Bank economists state that they have not seen any significant achievements by the new Seimas and are waiting to see what steps the majority takes in its first year. Experience shows that if important reforms are left to later, they end up not being implemented. Electoral promises to raise pensions and their increase is more of a momentary and emotional factor. Problems with Sodra remain. Meanwhile there were no promises to raise budget income even prior to the elections.

“There was much promised regarding the social sphere. Overall the programme is more oriented to not increasing the GDP pie as such, but to a more consistent and just distribution of it. There has been no or little talk of the overall economic situation, the business environment in Lithuania and what specific steps will be made to improve it. In my opinion there are many wishes to be seen right now, but no actions to see,” said Chief Economist for the Nordea bank in Lithuania Žygimantas Mauricas.
While during the electoral campaign the Farmer Greens promised to dedicate particularly much attention to culture, artists have instead been on the receiving end of higher taxation.

“Instead of the promised welfare, taxes have risen. The actions were masked by beautified phrases which were successfully taken up by the news media,” said Culture Council member Vaidas Jauniškis.

The chief editor to the Delfi.lt portal states that it will be excellent if the “Farmers” fulfil at least 10% of the promises they made.

“They lack expert knowledge, that’s one thing. Another thing is that it is a very varied crowd and there is a clearly visible separation between Karbauskis and Skvernelis’ entourage. Perhaps from the cabinet side there definitely is an intention to implement certain reforms, but I believe that in the future there will be great disputes in Seimas due to them. A clear indicator was the postal service reform. That they are unable to come to terms on such a simple thing, then I cannot imagine how we will reduce, for example, the number of beds in hospitals, how we will do any other reform at all,” M. Garbačiauskaitė-Budrienė said.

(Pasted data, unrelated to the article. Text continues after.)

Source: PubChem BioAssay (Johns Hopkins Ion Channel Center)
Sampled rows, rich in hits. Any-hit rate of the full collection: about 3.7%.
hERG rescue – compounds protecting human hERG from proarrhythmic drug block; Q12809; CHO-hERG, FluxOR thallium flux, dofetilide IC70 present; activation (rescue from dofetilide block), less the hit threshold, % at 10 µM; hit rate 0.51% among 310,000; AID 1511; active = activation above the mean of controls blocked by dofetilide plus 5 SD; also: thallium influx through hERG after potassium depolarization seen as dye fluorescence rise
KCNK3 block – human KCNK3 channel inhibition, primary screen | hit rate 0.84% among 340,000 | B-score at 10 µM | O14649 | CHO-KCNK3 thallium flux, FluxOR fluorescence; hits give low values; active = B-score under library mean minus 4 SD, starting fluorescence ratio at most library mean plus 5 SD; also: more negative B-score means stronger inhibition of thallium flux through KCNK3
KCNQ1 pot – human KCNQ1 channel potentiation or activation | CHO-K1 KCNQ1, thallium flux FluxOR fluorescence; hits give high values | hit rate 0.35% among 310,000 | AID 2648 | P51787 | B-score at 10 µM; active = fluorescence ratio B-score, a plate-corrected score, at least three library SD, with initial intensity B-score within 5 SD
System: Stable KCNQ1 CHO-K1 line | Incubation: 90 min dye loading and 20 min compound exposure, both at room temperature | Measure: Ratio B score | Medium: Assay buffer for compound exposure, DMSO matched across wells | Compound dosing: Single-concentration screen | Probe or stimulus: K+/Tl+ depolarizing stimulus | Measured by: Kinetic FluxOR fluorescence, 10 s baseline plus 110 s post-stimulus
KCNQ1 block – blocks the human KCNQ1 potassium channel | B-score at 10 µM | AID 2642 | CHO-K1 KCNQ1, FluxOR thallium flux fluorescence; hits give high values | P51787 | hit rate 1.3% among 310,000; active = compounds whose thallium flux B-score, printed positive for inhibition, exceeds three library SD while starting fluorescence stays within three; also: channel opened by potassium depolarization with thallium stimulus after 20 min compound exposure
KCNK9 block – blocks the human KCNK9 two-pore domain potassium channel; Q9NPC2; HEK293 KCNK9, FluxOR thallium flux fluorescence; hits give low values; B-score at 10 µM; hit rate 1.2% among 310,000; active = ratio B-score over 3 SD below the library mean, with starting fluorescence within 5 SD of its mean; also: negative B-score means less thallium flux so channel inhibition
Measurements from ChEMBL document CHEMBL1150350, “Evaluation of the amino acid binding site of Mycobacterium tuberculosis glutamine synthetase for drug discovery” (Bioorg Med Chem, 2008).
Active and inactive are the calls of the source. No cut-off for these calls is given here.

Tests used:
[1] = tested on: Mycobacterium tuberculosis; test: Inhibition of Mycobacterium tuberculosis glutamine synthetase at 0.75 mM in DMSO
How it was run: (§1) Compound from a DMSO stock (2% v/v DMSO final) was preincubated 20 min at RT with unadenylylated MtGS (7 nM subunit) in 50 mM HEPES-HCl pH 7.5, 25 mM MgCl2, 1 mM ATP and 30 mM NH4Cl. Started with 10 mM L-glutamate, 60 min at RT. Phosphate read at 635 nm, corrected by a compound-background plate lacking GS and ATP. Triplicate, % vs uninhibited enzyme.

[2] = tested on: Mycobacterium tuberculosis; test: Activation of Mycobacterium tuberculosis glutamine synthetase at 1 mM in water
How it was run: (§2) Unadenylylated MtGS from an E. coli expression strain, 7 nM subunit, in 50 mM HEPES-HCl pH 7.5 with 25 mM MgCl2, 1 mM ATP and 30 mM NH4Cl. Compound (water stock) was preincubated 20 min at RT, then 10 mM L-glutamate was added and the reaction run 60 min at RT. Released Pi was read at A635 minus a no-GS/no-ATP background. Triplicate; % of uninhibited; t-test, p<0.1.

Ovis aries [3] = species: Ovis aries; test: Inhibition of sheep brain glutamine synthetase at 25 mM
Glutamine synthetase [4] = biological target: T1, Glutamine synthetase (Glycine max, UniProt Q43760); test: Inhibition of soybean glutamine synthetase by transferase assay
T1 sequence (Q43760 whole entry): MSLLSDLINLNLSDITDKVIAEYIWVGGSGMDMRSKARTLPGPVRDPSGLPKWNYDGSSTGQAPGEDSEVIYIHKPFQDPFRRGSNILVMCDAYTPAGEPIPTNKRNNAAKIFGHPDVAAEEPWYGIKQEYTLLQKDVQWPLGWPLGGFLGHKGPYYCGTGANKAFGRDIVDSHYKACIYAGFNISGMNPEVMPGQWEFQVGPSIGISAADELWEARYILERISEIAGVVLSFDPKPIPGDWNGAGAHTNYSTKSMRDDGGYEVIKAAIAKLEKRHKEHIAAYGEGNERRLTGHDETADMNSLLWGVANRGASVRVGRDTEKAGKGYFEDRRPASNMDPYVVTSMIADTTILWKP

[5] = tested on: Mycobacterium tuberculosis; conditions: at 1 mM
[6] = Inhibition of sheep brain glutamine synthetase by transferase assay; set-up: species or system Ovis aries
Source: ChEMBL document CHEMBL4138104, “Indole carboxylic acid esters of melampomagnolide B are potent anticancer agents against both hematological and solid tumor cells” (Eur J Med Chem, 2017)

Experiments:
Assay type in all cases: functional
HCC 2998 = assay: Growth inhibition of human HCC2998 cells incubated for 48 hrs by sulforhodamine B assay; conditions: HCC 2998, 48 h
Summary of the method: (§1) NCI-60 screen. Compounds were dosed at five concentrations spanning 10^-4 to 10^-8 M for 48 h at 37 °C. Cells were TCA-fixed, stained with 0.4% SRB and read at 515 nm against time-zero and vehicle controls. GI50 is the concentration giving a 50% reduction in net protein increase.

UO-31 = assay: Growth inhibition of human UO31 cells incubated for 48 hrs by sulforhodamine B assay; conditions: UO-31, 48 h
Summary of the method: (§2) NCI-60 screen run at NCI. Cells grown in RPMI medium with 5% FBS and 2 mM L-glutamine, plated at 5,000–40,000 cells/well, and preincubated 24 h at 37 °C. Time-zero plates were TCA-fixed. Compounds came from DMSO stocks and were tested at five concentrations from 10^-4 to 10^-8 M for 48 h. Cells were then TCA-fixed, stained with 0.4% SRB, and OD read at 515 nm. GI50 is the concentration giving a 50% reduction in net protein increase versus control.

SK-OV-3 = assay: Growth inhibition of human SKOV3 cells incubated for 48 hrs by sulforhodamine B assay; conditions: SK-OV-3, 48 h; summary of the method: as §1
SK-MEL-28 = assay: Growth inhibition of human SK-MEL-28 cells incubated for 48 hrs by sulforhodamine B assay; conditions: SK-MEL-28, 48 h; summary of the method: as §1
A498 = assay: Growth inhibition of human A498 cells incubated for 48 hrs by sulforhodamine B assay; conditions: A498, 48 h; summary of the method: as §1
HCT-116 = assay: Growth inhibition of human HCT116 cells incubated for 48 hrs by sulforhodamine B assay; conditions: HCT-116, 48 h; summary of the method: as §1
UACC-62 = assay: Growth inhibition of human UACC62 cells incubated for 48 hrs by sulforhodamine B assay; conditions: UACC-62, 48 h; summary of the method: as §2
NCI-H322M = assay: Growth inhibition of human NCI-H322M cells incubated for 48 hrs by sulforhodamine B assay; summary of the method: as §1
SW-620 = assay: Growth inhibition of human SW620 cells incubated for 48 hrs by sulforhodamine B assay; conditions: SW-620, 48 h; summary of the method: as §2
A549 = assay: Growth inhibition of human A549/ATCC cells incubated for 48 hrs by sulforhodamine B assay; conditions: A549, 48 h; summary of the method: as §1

Political scientist Šarūnas Liekis also says that the Farmer and Greens group has experienced the rise of three paradigms – the conservative, the liberal and the social democrat. Thus the final renditions of passed legislation are unpredictable and significantly differ from their primary proposals made by, for example, party leaders who were seeking to adhere to party ideology and pledges made to voters. These contradictions may be particularly visible during the spring session. Šarūnas Liekis also observes a deepening chasm between Seimas and the cabinet. Tensions, particularly regarding values, can only increase in the future.

“The Seimas majority won the elections with a programme which was oriented toward the public good, things like free education, free healthcare. In other terms a country that takes care of its people. Now the government’s stance is more accountant-like. In other terms, saving money and that public good is irrelevant, what matters is achievability, even if a smaller, but more thrifty programme. Such a stance can lead to certain conflicts in the future,” Liekis said.

After such disagreements, a fracture of the “Farmer” Seimas group is possible, we can also end up seeing some ministers resigning. The real leadership of the largest Seimas group will be revealed then. How electoral promises will be made into legislation and reform, and finally implemented will depend greatly on who will become the leader.